I feel kind of stupid and irresponsible for recommending an album of elaborate in-jokes based on wacky self-destruction, baiting self-deprecation, addictive isolation, passive aggressive antagonism, and mocking stubbornness. But Wavves’ “front-man” Nathan Williams has survived the taunts of too-serious careerists and time-to-quit behavior monitors, delivering an album that joyfully fuses 90s style pop punk vocals with a whole sun-drenched buffet of salty rock and bathroom disco and new wave cupboards full of cigarette-butt-stuffed sand castles. It’s a joke that makes you laugh so hard your belly seizes up as you slip on some burger wrappings and fall down on someone’s Ray Bans. But you don’t care, as Williams says, “because it doesn’t mean shit.”
There are mostly two camps of people tossed on Wavves, those who loved the homemade “chill wave” he scrapped about before on two releases, and those quite happy he’s hooked up with Jay Reatard’s guys to man-boy up the promotion of King of the Beach. I think this is a transitional record myself, even if it was labored over for months at Sweet Tea Recording in Oxford.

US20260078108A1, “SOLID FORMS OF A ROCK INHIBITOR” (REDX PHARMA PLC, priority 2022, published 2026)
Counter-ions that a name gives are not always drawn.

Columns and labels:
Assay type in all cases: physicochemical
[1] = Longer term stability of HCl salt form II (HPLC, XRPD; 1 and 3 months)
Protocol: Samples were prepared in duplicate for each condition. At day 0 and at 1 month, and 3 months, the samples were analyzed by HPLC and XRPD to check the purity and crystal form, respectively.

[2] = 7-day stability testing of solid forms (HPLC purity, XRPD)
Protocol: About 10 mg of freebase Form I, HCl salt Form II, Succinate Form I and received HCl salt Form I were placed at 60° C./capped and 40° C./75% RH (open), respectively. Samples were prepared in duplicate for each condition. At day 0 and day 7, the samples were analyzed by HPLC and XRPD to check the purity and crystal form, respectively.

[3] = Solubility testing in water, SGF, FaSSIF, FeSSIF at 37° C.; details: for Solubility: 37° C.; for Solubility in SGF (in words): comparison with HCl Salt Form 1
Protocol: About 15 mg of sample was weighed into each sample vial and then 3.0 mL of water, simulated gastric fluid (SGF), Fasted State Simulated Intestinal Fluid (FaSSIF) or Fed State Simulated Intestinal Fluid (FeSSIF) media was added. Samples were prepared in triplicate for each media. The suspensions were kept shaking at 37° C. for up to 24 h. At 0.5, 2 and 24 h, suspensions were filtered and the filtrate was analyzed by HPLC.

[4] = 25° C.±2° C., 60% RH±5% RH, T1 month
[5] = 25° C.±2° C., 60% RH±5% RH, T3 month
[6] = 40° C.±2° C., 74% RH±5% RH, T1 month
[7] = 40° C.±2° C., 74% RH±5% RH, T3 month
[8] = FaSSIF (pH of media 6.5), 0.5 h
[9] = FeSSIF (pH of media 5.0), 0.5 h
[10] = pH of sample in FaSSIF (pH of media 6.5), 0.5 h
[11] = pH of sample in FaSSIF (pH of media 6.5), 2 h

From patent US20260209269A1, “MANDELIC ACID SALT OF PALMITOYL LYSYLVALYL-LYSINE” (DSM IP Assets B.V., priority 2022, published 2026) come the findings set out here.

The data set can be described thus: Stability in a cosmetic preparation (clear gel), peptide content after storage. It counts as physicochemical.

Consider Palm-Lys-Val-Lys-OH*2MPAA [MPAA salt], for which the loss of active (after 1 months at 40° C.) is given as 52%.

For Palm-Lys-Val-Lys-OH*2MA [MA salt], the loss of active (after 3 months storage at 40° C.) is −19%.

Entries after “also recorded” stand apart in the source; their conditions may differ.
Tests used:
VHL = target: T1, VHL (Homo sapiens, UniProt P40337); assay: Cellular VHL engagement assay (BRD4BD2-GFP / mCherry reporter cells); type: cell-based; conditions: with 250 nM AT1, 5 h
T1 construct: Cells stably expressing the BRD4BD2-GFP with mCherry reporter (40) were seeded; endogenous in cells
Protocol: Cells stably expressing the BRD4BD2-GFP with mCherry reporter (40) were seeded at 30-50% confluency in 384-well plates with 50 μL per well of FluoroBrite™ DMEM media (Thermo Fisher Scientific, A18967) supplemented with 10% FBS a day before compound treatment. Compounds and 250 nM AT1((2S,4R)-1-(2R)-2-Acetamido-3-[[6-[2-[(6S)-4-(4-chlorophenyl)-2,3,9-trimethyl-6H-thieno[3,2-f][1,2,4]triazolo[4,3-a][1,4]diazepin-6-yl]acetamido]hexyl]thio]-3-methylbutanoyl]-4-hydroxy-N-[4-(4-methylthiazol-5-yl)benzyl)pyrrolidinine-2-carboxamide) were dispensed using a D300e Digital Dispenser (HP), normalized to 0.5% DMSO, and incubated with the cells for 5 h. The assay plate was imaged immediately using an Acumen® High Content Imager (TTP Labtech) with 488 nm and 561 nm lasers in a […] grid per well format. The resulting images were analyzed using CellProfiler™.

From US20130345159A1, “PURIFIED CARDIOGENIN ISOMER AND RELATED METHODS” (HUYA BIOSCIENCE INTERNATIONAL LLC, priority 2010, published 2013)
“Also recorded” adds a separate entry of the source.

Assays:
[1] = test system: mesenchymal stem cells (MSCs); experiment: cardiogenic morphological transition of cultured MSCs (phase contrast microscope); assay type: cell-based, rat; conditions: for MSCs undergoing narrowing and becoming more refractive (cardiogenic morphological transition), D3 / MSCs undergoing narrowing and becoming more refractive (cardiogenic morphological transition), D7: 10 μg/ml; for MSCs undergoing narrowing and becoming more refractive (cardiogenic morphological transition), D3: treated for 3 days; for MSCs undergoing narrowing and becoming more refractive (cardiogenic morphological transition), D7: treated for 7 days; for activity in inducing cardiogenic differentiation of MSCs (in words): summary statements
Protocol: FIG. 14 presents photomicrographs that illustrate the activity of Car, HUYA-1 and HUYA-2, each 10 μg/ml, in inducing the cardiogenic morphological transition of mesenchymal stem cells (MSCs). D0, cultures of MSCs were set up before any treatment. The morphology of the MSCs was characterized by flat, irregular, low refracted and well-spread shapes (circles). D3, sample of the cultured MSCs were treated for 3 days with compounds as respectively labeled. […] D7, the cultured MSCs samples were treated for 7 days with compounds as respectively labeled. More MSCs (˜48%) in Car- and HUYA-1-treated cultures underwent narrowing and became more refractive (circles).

I mean, it does sound like it: these twelve tracks are filled with oodles of brain-boiling hooks and noisy squiggles, sounding as garage teen lycanthropic on the breaking-wave break-neck “Post Acid” (“I’m just having fun with you!” he has to shout over and over again, but he’s right, it is fun), Fol Chen-style drum machine Motorik-lite on the candy-freak scrumptious “Convertible Balloon” (gummy-colors-can’t-get-out-of-my-head!), and then flowing majestically on the guitarless-Ramones “baby’s dead” mini-movie of finale “Baby Say Goodbye.”
Lots of Phil Spector two bass drum beats to explosion through handclaps and really good “woooing” all over the top, everywhere. It’s aggressive but tender, as sparked as a nitrite-soaked bong hit with a girl hanging out with you to piss off her mother, and you end up kissing on 45th in the U District, near that really menacing painting meant to be happy two-headed flowers staring at you from the dirty wall next to the bus shelter.
Is this top level mind-crime? No, but it puts the bullies in their place without taking out a full page ad anywhere to harass them back. And the revenge might be when Williams and his boys kick out what is rumored to be an even more raging follow up. Meanwhile, King of the Beach is my favorite indie rock album this month, and that’s pretty great for August. It might end up being my favorite album for the whole summer.